How to save a bomb next time you paint your boat

by Shane Granger
(Historic Vessel Vega)

Keeping the boat looking good and well maintained means painting, a job that takes a lot of time and consumes a big chunk of our budget every year.

This little tip has been well tested, at sea in the tropics, for years now.
It will work even better if you live outside the tropics.

Polyurethane paints give a good hard working finish.
They touch dry rapidly, and give good protection.
The problem is they fade in the sun and can be scratched easily.
The ones sold for yachts are also very expensive.

You can get great long lasting results without using the super expensive yachtie products.
All you need is a good quality 2 pack polyurethane paint designed for exterior use.
You will need two types.
One is the color you want and the other is what is called "Clear".

As with any paint job how well you prepare the surface will have a lot to do with the final finish and durability.
In the best of cases all you will need is a light sanding and a good washing down with dish washing soap and water.
Be very sure you rinse off all the soap or the paint will not adhere properly.

Once clean and dry apply the first 2 coats of colored paint evenly.
2 thin coats well dispersed are better than one thick coat.
Let the colored paint dry then wipe it down to remove any dust before applying at least 2 coats of "clear" over top of the colored paint.

The result is a finish that will usually last at least 3 times longer and is much more resistant to color fading, scratching, and chaffing.
The time and money you save this way can then be more profitably employed in the club bar hoisting a cold one while watching others scraping, sanding, and painting.

Please share with your classic boat loving friends. And then check out our boats page.

Click here to post comments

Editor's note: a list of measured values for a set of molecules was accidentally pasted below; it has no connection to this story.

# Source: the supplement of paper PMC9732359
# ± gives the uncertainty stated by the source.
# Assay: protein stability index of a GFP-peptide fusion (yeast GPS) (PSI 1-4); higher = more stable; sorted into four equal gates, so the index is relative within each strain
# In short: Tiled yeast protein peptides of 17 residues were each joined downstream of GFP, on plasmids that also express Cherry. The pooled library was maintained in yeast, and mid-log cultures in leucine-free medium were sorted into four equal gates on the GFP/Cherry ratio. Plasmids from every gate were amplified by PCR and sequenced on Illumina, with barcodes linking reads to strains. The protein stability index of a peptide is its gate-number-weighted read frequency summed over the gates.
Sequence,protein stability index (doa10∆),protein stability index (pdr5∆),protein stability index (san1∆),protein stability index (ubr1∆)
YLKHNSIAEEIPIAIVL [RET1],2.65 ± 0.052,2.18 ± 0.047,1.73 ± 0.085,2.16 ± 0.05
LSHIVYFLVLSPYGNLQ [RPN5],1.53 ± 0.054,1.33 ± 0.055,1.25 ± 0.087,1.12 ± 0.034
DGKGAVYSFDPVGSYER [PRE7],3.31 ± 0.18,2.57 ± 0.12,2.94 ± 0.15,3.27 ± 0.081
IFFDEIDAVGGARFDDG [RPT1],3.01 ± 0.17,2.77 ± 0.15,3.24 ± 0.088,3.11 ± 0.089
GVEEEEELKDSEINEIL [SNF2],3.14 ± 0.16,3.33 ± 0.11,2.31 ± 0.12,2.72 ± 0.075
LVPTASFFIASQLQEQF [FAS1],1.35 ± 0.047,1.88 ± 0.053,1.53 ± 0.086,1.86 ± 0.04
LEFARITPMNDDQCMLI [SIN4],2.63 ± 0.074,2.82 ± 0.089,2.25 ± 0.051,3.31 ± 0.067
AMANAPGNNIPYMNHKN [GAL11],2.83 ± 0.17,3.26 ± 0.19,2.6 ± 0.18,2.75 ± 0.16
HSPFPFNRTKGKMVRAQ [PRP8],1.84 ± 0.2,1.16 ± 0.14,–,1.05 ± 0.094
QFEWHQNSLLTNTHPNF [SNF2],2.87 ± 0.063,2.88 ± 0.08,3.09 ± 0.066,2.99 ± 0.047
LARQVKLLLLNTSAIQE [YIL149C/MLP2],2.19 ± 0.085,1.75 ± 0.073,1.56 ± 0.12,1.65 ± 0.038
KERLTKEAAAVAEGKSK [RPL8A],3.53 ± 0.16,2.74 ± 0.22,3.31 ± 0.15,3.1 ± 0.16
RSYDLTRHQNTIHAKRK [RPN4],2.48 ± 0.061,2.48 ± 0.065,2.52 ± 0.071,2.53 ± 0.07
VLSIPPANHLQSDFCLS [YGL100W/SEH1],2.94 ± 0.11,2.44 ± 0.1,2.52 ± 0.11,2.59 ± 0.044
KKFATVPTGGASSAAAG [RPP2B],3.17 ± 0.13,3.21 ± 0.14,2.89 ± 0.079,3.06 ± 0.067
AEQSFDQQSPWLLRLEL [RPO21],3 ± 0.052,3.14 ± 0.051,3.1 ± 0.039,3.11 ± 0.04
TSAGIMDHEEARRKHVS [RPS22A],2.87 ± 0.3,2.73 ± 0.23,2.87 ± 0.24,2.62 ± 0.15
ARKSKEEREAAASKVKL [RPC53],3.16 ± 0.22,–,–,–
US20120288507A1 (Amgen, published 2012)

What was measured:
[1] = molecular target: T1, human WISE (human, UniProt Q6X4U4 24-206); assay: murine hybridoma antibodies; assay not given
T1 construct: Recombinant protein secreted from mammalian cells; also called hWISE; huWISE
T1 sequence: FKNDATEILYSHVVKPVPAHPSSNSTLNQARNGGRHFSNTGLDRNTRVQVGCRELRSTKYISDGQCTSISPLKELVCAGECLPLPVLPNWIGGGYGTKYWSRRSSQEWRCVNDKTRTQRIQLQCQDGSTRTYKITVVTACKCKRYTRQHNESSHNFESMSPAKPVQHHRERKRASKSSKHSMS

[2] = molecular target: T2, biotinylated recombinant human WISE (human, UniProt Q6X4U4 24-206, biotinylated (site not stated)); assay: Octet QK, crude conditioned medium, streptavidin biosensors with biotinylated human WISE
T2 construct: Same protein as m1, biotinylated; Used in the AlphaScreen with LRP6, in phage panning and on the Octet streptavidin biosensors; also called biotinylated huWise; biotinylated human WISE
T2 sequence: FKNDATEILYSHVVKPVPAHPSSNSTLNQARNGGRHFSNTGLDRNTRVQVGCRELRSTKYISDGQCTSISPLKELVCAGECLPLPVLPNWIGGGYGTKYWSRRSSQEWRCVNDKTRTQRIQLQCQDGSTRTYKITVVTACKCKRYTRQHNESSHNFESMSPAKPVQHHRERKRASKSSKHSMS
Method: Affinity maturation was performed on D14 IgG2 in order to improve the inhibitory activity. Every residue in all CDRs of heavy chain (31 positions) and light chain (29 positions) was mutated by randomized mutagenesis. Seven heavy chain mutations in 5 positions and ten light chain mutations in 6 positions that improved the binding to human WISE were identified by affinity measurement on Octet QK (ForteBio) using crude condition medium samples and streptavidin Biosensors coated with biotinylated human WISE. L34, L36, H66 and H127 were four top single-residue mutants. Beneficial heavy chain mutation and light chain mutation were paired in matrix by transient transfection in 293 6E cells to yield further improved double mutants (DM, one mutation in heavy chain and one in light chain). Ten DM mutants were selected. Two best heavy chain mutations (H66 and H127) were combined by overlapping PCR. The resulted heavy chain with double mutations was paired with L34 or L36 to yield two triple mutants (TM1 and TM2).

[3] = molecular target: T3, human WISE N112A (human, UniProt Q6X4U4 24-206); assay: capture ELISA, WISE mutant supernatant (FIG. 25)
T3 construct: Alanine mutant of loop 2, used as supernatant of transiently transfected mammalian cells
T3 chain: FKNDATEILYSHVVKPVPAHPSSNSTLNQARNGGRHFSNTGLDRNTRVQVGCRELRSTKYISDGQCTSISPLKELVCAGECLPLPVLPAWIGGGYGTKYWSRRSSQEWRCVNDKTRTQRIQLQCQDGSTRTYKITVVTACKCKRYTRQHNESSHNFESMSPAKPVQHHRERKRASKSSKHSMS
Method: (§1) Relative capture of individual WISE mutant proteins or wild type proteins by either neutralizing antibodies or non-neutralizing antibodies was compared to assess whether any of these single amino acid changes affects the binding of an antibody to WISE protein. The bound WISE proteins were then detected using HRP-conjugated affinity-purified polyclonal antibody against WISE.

Return to Your Comments.

Want to add more photos?

If you are having problems uploading Photos or would like to add more click on this link for the Upload Form.

You can upload as many as you like and there is no need to resize them.

You might like these

Recent Articles

  1. Which way grain in oak rib

    Jul 17, 19 02:34 AM

    Should white oak ribs for a small boat show the grain vertically or horizontally at the end of the rib?

  2. Chris Craft wooden boats gather at Port Orchard Marina

    Jul 16, 19 03:12 AM

    Up to 80 Chris Craft wooden vessels gather at the Port Orchard Marina for the 30th annual Chris Craft Rendezvous last weekend. (Robert Zollna | Kitsap Daily News)

    PORT ORCHARD — Sleek, elegant wooden boats — namely, those with the sought-after Chris Craft monogram emblazoned on their hulls — added a look of refinement to the Port Orchard Marina last weekend dur…

    Read More

  3. How Many Coats of Varnish for a Wooden Boat?

    Jul 15, 19 03:46 AM

    The restored Cliona

    How many coats of varnish would you put on a wooden dinghy?
    “Ten if I had the chance,” so Owen O’Connell answered when he told me the story of the Cork Harbour ‘T’ Boats.

    Read more by Tom MacSweeney at…

    Read More